Project SummaryIn a 2001-2002 cooperative study with the National Park Service (NPS) and Biscayne National Park (BNP), the U.S. Geological Survey (USGS) and University of South Florida (USF) assessed environmental quality in Biscayne Bay to provide pre- Everglades restoration baseline data and decision products to facilitate restoration and/ or preservation of ecosystems within the bay. The study was based on components of surface sediments. The data was used to construct contour maps of grain size, heavy-metal distribution and concentration, foram assemblages diagnostic of pristine to heavily polluted waters, and dominant types of skeletal sand grains.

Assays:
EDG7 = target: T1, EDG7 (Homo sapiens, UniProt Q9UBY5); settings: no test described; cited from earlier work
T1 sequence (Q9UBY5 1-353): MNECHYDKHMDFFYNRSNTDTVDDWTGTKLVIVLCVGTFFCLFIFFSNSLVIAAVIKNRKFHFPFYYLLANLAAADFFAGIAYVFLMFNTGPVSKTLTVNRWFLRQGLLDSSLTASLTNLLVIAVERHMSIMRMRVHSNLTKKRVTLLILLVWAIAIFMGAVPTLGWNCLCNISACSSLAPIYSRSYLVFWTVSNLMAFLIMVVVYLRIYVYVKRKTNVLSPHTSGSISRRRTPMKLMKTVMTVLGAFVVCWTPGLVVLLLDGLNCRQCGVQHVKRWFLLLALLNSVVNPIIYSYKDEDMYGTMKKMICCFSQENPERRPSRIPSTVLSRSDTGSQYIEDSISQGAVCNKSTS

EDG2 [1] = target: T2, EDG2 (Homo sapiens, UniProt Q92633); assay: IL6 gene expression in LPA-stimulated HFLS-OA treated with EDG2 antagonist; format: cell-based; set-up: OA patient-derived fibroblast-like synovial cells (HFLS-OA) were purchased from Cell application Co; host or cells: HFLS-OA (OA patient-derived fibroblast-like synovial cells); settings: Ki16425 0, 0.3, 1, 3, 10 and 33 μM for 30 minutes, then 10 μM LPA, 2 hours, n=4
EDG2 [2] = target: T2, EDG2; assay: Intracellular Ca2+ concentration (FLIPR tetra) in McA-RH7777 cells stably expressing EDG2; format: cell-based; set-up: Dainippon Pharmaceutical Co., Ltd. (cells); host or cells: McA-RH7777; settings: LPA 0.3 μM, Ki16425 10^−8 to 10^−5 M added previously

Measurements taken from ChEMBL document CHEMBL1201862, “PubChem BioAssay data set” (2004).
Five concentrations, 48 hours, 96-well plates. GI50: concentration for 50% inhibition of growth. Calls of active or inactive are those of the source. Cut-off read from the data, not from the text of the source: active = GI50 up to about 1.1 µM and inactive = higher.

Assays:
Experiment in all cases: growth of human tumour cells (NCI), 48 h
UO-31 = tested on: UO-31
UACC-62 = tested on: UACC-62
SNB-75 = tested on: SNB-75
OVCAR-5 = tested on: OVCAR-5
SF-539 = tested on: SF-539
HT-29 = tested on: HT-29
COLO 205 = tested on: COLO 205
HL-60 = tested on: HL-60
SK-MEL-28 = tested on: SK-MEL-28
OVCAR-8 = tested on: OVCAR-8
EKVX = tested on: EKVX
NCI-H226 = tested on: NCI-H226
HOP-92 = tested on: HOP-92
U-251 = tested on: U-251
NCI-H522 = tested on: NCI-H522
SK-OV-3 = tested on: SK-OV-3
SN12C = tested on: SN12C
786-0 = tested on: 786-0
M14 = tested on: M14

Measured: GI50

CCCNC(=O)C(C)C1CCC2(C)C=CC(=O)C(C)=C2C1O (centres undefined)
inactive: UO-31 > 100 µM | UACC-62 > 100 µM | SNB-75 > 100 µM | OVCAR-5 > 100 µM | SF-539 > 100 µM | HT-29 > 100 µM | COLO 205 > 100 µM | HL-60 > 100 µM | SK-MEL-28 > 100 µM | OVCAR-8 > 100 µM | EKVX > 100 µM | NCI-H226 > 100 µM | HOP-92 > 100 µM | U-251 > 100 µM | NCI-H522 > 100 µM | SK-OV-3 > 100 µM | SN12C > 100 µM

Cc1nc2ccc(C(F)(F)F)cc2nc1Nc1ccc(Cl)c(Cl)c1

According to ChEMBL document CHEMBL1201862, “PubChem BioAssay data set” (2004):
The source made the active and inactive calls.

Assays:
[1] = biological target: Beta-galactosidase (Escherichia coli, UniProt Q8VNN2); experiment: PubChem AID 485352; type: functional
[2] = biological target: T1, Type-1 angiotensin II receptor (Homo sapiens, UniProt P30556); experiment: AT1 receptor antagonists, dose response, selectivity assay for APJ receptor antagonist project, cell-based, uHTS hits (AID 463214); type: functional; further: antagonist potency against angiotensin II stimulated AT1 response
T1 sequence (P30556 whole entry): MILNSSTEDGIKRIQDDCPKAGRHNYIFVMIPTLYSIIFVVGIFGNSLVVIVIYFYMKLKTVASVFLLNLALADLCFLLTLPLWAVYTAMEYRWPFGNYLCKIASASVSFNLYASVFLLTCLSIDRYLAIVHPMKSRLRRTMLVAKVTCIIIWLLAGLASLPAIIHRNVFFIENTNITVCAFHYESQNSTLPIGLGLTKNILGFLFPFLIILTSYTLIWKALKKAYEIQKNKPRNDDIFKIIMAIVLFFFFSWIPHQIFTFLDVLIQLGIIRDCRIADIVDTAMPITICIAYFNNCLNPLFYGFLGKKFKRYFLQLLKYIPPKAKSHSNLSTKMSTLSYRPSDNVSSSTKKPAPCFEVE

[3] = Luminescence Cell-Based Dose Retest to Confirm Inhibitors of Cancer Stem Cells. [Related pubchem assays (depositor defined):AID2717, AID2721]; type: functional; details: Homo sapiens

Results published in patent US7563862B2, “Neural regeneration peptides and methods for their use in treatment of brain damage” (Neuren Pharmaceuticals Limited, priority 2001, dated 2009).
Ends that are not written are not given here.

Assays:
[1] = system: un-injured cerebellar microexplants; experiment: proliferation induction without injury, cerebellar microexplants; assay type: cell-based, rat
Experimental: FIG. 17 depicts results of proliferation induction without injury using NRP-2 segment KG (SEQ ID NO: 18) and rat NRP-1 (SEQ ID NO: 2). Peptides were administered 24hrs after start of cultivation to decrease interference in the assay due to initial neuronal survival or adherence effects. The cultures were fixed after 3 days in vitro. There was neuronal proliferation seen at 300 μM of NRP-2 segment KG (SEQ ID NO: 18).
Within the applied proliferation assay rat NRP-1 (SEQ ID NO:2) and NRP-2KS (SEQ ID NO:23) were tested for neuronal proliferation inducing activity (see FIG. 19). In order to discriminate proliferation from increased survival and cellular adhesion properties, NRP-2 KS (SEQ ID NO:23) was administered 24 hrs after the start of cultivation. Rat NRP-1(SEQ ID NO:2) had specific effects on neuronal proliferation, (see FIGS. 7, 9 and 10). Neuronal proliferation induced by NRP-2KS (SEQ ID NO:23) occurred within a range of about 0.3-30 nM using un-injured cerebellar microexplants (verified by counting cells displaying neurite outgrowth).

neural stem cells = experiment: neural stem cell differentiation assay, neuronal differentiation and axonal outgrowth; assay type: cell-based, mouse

In general, overall results of the study along the western bay margin indicate that the highest concentrations of heavy metals are found off densely urbanized areas, that most abnormalities in foram shells are found off the Black Point landfill, and that nearshore ecosystems within the bay are under stress. The stress is probably due both to natural (rising sea level) and anthropogenic (increasing pollution) causes.
For for information about this research, see Chemical Pollutants and Toxic Effects on Benthic Organisms, Biscayne Bay: A Pilot Study Preceding Florida Everglades Restoration - USGS Open File Report 02-308.
For more information, contact Barbara Lidz at the U.S. Geological Survey.